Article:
In case you weren't paying attention, I tire of posting lengthy opininated essays that receive no attention. Apparently we are suffering from a dearth of intellectuals in this fading republic. So I will instead assemble a series of rambling insults in a deliberate attempt to incite rebellion in the minds of lesser mortals.

27 November 2006

trouble with science

Every so often history reaches a point where people believe that science has reached its end and no new things are around the corner. Then we are foolishly shown that hey, we never looked around the corner. Look at all that stuff around the bloody corner! Well that's all fine and good, but science has some problems that need to be addressed.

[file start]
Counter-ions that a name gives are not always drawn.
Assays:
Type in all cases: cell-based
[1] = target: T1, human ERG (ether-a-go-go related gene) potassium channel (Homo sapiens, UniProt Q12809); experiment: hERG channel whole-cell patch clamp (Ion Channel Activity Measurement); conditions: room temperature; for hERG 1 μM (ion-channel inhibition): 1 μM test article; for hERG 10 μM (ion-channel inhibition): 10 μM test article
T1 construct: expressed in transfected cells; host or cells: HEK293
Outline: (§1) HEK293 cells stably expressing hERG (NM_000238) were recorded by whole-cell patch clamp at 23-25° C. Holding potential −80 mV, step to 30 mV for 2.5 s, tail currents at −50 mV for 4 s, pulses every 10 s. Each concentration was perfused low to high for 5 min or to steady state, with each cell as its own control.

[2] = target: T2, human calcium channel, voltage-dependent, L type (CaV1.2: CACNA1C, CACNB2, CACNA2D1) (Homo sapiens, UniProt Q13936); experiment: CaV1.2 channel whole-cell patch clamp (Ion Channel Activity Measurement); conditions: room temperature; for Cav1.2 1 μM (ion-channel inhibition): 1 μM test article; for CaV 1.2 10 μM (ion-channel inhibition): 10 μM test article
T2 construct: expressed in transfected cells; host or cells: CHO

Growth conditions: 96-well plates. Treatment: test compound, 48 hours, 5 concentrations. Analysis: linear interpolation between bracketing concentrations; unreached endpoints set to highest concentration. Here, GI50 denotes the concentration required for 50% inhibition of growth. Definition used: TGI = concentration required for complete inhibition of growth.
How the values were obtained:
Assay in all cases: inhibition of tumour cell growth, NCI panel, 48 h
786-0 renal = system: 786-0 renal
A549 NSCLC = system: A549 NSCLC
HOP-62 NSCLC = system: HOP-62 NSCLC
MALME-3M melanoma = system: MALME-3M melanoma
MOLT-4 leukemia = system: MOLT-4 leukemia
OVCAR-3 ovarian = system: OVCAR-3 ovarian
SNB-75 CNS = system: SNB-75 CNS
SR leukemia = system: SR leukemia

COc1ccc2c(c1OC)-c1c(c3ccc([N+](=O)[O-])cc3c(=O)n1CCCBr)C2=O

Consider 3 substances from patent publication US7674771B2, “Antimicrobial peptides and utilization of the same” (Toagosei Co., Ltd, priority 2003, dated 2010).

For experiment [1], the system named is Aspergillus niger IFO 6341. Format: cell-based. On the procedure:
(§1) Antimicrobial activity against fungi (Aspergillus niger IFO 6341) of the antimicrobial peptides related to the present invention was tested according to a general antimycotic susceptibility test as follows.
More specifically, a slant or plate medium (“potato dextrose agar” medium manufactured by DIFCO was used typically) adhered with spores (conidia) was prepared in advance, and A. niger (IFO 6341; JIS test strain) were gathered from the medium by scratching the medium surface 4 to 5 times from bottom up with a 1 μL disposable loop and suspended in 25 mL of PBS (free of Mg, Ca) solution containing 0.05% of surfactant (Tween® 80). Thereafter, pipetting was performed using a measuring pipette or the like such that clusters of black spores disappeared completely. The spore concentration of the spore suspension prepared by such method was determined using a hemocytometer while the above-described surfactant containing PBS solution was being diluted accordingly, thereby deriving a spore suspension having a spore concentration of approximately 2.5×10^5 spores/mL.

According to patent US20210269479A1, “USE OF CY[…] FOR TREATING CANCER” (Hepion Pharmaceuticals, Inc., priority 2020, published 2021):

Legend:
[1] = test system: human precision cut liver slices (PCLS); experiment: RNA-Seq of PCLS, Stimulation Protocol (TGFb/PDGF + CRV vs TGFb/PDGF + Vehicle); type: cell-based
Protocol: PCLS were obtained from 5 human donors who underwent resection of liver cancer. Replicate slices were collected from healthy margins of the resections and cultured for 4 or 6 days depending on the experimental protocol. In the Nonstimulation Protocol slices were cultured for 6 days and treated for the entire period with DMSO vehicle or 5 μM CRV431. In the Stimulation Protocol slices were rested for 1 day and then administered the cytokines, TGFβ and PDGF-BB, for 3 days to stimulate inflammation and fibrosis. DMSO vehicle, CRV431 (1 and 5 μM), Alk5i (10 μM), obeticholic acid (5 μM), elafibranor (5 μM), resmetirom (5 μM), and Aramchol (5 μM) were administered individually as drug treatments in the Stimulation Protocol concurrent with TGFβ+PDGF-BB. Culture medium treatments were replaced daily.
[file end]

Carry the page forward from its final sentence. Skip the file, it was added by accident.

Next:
For starters, it lacks discipline. Knowledge that science attains can be collectively stored, studied and repeated without the original questions and designs that that information may have had. Einstein's special theory of relativity for example showed that atomic energy was powerful, but it made no mention of atomic bombs. Science is often so preoccupied with the next great discovery that it doesn't pause to understand the problems that come with it. The Internet gives us communication and accessibility to porn, but it also gives us communication (never get me a crackberry), accessibility to porn, and piracy. Atomic energy gives us tremendous energy supply, but also toxic waste and mushroom clouds. Genetic tailoring is the next wave of said problems, with issues with cloning, disease modification, cheating in athletics (completely undetectably, and already happening). The point is this, science can give us power through knowledge. Power without discipline is worthless. It is a kid in a candy store. A man who learns karate does not kill at will, despite the fact that his training allows him to do so. But science allows anyone with a chemistry and physics background to kill in minutes, as though it was a hideous late-night infomercial for $19.99.